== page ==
Hollywood action movies follow a predictable script for disarming bombs. Seconds before the ticker reaches zero, a protagonist cuts the blue wire and saves the day.
Solving legal problems is not so simple, especially for motor carriers who over the last decade have seen the litigation environment turn “nuclear.”
In a June 2020 report, the American Transportation Research Institute charted a 967% increase in the average size of verdicts from $2,305,736 to $22,288,000 between 2010 and 2018.
The good news, if there is any, is that rising litigation and insurance costs have created entry points for businesses to bring a fresh approach. For example, loss ratios have forced commercial truck insurers to exit the market but “insurtech” companies have come in with programs and technology to squeeze out savings for fleets.
This week, a new company named Bluewire announced plans to help fleets mount a proactive defense strategy for the Reptile Theory approach used by plaintiff attorneys. The Reptile approach creates anger and a desire for juries to punish trucking companies for perceived bad behavior.
Nuclear verdicts have never been handed down as a result of driver negligence. Rather, they come from juries being convinced that trucking companies simply don’t care, said Steve Bryan, CEO of Bluewire.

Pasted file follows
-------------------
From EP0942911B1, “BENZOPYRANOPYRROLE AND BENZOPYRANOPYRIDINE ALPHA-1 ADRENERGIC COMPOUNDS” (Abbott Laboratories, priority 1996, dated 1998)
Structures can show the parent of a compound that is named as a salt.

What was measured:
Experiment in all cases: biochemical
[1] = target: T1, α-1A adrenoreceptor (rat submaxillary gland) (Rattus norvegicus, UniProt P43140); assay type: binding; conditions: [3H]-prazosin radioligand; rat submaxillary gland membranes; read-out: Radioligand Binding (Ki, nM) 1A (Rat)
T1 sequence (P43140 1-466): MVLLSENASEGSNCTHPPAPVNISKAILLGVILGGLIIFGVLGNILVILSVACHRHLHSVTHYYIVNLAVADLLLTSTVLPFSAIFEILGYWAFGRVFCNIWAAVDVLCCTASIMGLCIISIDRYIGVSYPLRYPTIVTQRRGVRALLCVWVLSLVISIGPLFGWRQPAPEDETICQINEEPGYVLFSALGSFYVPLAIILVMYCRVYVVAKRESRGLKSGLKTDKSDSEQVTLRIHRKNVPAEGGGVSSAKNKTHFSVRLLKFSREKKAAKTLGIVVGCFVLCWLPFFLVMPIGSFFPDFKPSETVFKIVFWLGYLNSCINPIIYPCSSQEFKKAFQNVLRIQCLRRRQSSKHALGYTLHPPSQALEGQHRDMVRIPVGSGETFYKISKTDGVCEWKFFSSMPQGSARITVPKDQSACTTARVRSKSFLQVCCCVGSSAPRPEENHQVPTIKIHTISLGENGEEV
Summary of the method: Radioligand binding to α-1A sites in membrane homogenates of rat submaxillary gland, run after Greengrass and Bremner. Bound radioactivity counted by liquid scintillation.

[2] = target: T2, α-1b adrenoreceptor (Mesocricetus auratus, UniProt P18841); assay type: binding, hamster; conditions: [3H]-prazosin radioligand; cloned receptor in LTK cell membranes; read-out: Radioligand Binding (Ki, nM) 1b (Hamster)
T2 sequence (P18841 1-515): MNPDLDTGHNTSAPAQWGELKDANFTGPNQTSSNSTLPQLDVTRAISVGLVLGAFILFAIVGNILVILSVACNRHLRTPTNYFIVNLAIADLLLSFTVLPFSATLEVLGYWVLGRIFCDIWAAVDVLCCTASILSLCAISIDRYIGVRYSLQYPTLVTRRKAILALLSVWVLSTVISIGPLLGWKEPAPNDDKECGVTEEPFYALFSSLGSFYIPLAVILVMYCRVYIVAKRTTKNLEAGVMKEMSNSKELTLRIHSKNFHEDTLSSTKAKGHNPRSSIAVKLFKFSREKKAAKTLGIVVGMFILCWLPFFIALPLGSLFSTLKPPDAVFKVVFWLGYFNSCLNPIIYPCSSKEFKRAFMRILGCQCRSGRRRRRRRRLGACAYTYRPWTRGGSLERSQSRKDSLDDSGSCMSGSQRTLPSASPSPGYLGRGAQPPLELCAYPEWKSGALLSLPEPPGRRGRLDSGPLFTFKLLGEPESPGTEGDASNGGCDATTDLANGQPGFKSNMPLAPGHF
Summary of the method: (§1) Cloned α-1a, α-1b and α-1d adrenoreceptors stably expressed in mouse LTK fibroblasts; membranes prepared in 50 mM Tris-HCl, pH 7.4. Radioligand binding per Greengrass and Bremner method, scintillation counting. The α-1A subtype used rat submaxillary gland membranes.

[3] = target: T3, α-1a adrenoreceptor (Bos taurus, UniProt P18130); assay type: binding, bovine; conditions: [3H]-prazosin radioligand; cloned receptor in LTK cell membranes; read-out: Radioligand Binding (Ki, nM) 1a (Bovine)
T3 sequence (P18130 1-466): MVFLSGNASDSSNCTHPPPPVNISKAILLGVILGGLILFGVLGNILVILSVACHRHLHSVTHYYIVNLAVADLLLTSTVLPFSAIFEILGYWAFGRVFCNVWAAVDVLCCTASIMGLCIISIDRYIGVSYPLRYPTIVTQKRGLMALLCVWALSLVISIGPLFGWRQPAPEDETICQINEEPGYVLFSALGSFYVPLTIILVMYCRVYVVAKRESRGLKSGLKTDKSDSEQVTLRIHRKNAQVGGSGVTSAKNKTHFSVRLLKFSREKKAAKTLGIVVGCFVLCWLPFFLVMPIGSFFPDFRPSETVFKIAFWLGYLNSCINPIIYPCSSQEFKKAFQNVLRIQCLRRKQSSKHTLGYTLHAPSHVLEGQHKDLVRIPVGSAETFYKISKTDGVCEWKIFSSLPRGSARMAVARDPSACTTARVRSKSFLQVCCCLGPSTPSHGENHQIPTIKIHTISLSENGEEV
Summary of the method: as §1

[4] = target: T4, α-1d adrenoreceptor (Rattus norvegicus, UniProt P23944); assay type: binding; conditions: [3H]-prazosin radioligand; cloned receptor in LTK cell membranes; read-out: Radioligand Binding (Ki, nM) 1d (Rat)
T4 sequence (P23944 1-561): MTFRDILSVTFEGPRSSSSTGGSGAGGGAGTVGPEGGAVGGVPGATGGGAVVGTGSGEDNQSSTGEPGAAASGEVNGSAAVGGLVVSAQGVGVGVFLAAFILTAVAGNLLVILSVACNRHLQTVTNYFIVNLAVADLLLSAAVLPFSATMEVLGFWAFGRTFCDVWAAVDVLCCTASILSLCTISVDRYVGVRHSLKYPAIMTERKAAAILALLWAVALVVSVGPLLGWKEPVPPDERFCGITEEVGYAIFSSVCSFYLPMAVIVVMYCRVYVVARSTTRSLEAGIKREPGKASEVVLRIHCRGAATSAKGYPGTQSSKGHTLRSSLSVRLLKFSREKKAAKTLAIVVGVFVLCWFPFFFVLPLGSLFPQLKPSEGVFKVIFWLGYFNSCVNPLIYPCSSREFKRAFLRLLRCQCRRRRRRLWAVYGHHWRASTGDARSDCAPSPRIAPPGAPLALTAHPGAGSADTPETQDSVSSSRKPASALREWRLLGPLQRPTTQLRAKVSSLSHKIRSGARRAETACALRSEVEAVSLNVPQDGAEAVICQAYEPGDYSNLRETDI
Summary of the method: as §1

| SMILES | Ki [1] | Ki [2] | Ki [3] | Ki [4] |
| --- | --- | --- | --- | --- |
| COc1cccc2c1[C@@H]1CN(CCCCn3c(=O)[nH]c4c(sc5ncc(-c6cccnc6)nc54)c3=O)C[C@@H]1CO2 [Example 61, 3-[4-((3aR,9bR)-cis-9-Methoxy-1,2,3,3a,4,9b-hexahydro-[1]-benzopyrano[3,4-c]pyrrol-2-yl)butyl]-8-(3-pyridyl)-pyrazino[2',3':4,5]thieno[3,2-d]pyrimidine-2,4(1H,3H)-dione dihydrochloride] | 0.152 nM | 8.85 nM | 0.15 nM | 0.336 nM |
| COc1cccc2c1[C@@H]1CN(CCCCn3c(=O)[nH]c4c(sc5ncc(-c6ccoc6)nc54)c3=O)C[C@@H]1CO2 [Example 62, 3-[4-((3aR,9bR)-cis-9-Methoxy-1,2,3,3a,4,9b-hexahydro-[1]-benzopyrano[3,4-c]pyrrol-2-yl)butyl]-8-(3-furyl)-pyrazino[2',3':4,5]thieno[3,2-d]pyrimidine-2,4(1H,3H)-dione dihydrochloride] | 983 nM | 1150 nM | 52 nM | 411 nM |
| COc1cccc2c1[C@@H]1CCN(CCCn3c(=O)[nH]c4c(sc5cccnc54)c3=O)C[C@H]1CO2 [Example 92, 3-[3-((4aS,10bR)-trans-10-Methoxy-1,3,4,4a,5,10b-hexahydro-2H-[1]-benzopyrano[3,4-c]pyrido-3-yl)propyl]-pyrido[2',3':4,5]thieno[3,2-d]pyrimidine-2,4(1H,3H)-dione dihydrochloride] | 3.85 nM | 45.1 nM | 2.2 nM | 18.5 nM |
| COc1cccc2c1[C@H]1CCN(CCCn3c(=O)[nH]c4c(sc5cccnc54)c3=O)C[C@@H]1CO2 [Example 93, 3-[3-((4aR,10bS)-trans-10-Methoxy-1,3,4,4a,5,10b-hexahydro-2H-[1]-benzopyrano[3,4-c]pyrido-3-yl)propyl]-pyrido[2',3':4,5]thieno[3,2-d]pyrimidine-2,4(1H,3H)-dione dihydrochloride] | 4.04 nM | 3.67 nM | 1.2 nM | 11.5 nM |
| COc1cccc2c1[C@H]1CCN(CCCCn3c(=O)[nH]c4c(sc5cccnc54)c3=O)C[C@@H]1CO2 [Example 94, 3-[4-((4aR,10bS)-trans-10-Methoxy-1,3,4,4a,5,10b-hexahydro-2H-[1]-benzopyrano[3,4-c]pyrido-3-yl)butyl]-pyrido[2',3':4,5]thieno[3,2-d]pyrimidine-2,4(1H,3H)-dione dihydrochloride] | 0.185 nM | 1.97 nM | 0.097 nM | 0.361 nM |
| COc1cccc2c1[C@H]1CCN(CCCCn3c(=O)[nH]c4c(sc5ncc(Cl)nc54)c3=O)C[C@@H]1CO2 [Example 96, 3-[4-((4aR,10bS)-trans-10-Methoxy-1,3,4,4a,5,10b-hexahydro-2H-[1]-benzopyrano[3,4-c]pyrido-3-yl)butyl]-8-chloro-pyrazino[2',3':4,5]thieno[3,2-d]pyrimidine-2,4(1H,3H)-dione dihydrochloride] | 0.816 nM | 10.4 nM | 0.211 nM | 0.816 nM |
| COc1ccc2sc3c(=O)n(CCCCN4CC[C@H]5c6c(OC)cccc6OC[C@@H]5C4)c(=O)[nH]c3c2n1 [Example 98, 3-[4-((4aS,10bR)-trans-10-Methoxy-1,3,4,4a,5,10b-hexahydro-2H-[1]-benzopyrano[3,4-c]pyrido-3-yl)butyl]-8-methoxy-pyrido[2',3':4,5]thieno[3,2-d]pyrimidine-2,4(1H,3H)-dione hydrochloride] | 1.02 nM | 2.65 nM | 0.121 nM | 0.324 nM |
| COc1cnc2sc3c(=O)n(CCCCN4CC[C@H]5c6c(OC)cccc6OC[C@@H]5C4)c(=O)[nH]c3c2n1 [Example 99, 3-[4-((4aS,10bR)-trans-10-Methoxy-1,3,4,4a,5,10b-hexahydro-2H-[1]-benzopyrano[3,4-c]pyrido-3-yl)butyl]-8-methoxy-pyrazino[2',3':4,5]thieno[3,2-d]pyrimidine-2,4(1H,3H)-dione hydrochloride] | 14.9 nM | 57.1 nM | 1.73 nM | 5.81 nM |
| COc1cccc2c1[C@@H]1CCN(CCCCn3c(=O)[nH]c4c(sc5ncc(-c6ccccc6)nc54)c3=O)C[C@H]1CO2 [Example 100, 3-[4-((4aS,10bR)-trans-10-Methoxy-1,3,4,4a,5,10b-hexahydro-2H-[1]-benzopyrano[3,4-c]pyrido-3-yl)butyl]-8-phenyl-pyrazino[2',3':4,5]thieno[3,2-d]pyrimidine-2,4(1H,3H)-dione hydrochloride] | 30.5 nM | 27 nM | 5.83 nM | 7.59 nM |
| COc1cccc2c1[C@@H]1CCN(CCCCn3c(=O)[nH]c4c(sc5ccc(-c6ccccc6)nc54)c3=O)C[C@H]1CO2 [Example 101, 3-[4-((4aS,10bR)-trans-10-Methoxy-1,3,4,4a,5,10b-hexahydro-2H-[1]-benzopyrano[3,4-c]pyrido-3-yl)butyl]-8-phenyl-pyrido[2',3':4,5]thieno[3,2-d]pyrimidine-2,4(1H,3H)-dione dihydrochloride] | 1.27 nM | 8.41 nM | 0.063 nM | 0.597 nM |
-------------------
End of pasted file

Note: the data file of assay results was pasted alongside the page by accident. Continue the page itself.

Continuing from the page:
Nuclear defense strategy
Bryan founded Vigillo in 2007, which became the preeminent supplier of safety data monitoring and analysis to fleets. The company had 2,000 fleet clients when it was acquired by Samba Safety in 2017.
In August 2020, Bryan left SambaSafety to be an entrepreneur. He often escaped to a cabin in the mountain village of Government Camp, Oregon, to think about how he could improve the trucking industry’s image. He had already served on the executive committee of the Trucking Moves America campaign, but another public relations campaign is not what he had in mind.
[Related: SambaSafety acquires Vigillo]
He wanted to gather, analyze and use data to help individual companies and the industry at large improve their image. Bluewire is a data analytics firm, he stressed during a Zoom conference on Tuesday, May 11, to announce the company to industry media.
Bluewire’s mission is “to champion your company reputation,” he said. It will be providing motor carriers and their insurance partners with scientific, data-driven methodology to help protect against vulnerabilities that lead to reputation-damaging false narratives.
As CEO, Bryan has a supporting cast of industry experts. Chief Operating Officer Bob Boyich has 40 years of experience in transportation and spent 28 years at CPC Logistics, which supplies truck operators to private fleets. Chief Legal Officer Doug Marcello has 40 years of experience as a defense attorney and has spent the last 16 years in trucking. Chief Technology Officer Peter Rowe was with Bryan at Vigillo and is “critical to the data science and AI we are going to do,” Bryan said.
As part of forming the company, Bryan created a board of directors that includes safety experts Don Osterberg and Annette Sandberg, who will be “operating at a very strategic level to help us stay on track, and to move this huge mountain,” he said.
The company also has an advisory board that includes industry experts such as Dave Osiecki, Steve Garish and Rob Abbott.